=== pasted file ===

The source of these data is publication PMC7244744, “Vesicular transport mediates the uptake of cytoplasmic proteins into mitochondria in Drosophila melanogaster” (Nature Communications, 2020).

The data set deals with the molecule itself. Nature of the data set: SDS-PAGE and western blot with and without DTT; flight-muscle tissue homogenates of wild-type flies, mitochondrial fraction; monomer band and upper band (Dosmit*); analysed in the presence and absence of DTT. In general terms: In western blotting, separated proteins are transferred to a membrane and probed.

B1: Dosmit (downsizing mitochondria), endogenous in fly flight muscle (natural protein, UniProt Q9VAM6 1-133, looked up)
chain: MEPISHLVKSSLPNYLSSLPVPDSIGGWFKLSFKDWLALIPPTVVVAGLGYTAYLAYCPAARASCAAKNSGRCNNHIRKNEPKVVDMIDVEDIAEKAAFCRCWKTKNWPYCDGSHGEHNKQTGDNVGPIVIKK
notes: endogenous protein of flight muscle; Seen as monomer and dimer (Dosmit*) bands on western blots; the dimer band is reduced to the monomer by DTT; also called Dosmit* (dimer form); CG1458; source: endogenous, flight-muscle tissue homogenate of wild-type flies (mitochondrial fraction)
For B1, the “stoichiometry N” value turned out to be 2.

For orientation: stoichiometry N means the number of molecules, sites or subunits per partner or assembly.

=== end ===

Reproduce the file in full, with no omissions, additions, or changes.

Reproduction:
The source of these data is publication PMC7244744, “Vesicular transport mediates the uptake of cytoplasmic proteins into mitochondria in Drosophila melanogaster” (Nature Communications, 2020).

The data set deals with the molecule itself. Nature of the data set: SDS-PAGE and western blot with and without DTT; flight-muscle tissue homogenates of wild-type flies, mitochondrial fraction; monomer band and upper band (Dosmit*); analysed in the presence and absence of DTT. In general terms: In western blotting, separated proteins are transferred to a membrane and probed.

B1: Dosmit (downsizing mitochondria), endogenous in fly flight muscle (natural protein, UniProt Q9VAM6 1-133, looked up)
chain: MEPISHLVKSSLPNYLSSLPVPDSIGGWFKLSFKDWLALIPPTVVVAGLGYTAYLAYCPAARASCAAKNSGRCNNHIRKNEPKVVDMIDVEDIAEKAAFCRCWKTKNWPYCDGSHGEHNKQTGDNVGPIVIKK
notes: endogenous protein of flight muscle; Seen as monomer and dimer (Dosmit*) bands on western blots; the dimer band is reduced to the monomer by DTT; also called Dosmit* (dimer form); CG1458; source: endogenous, flight-muscle tissue homogenate of wild-type flies (mitochondrial fraction)
For B1, the “stoichiometry N” value turned out to be 2.

For orientation: stoichiometry N means the number of molecules, sites or subunits per partner or assembly.